The Facemelter: September edition, featuring PSOTY
At the beginning of every month, London-based promoters Chaos Theory put on The Facemelter at Camden’s The Black Heart: an evening of carefully-curated music to while away your Friday evening. We attended our first last month, but it’s clear the organisers are well experienced, and so we were eager to repeat the experience. This month saw a distinctly instrumental, post-metal bent to proceedings.
Despite their early slot this evening, tonight is a fairly momentous occasion for Tacoma Narrows Bridge Disaster. The long-serving instrumental quartet are playing their final show with bassist Enrique, who will soon be leaving the country. The band take to the stage to be warmly greeted by a large group of friends and fans looking to give him an appropriate send-off.
The band ease us into a night of all things post-metal with some tight and well crafted tracks. Their approach is disciplined and unshowy, preferring to let the dynamics do the talking. The drumming is tom-heavy, with more than a nod in the direction of Tool‘s Danny Carey, and the sporadically deployed double kick is particularly effective. The twin guitars intertwine, ebbing, flowing and pulsing in a late-period Isis style.
For the first couple of tracks, this is really very pleasant indeed. The band are clearly competent, well-practiced and the sound is crisp and clear, suggesting that the issues we encountered at the last Facemelter night were an unfortunate aberration.
But as the set progresses, I find it increasingly difficult to shake the notion that there is something missing from the band’s sound. I know the band have experimented in the past with the addition of a vocalist, and some of these tracks do feel more like accompaniments than full-blown instrumentals in their own right. The band rarely stray far from a standard template either, so once acclimatised to their sound, there are few surprises.
With the band now needing to recruit a new bass player and turning their focus to writing new material, I suspect things will be fairly quiet for Tacoma Narrows Bridge Disaster for the foreseeable future. Hopefully, during this period they will find that elusive to plug the hole in their sound, which could then turn a collection of good songs into great ones.
Despite already being crowded, even more equipment was added to the stage by Belgian four-piece OMSQ, who we were told had travelled all day to get here, and took shifts napping backstage whilst soundcheck went on. A keyed instrument and a large number of effects pedals appear, and it’s clear this is going to be something with a lot of depth – you don’t lug these things on tour for nothing.
Despite an unfortunate thinning of the crowd after locals TNBD – much of whose large following seemed to leave after seeing what they came for – it’s not long before curious ears filter back into the room. A slow-building intro lulls the room into a false sense of security, so that when the eventual bludgeoning wall of sound drops in it catches many off-guard and spurs them into motion. It’s a pacier slice than the previous band; slightly oppressive in its urgency, like your heartbeat after running for the bus. Further down the line, the dense patterns are replaced by big, open post-metal riffs that are so bangable you’d get sweaty just thinking about them the next morning. Summarily, they get an even better response from the assembled crowd. The variance is incredibly engaging; pace, atmosphere and instrumentation are all well considered by the four-piece.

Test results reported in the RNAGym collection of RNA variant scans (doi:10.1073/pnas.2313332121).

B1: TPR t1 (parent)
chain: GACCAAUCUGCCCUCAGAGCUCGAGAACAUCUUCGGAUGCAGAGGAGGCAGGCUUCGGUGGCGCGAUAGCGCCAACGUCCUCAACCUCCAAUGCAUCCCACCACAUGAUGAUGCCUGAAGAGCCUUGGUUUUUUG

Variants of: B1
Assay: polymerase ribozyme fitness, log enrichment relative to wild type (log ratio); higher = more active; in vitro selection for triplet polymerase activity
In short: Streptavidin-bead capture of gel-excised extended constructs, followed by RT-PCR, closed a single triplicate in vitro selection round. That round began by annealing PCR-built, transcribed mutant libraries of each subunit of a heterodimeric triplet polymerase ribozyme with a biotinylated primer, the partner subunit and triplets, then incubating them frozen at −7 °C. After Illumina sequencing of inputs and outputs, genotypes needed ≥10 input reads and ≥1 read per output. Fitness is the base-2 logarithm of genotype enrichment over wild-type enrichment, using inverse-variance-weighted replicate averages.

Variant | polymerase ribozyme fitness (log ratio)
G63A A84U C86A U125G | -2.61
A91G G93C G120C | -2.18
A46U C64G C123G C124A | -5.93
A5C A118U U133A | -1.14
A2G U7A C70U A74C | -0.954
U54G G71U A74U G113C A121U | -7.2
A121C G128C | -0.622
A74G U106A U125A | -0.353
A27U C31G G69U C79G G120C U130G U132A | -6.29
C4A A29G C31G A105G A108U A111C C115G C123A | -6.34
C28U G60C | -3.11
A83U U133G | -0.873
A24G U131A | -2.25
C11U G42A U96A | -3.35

Samples murmur and rasp in the background from fairly early on, triggered by one of the guitarists (who bears a passing resemblance to Ron Swanson), but they trade off with the instrumentation every once in a while so that they’re given prominence. The music flows in movements like this for much of the set: build and payoff; slow and fast. It makes for a heady dynamism, and the little extras here and there – the keys and the backing track in particular – add that little something that Simon suggested Tacoma Narrows Bridge Disaster were missing.
By the end there’s a thumping, cultish insistence to the music, and all heads are nodding along. We’re all sad to see them finish, but with new album Thrust/Parry released not 24 hours earlier, we’re somewhat sated.
One of the first thoughts that enters my head regarding PSOTY – until recently known as Pet Slimmers Of The Year – is “how are these guys only a three-piece?!” They may be slim, but they’re some sort of large, exotic and probably illegally imported animals. It seems like the trio are making the extra effort to be as noisy as they physically can, and that is as loud as living fuck. Every chord, every beat is played with absolute conviction and precision.
A reddy-orange glow permeates the stage; all other lighting is extinguished, and whilst it’s a simple set-up, it’s effective, adding to the already impressive atmosphere the band create.
The best post-metal swallows you, and this does so wholly; the background atmospherics buzz away, aided by the twangy, Oceanic bass sound of Steve Mckenna, which recalls not only ISIS but also Red Sparowes. The light/dark dynamic they create is fantastic – the ideas are simple but executed sublimely, feeling aquatic and transcendental. The sparse vocals from guitarist Scott Gowan echo in the background from time to time, but it’s all about the three instruments – plus the impressively utilised pedalboard, of course.
Their set is cut short due to time constraints – final track “One Down” is literally so – so it’s wanting more that we’re left, which isn’t a bad way to end a show.
Next month’s Facemelter will team up Alright The Captain, Bear Makes Ninja and UpCDownC for an evening of math and post-rock, and will be on Friday 3rd October. Details on Facebook here.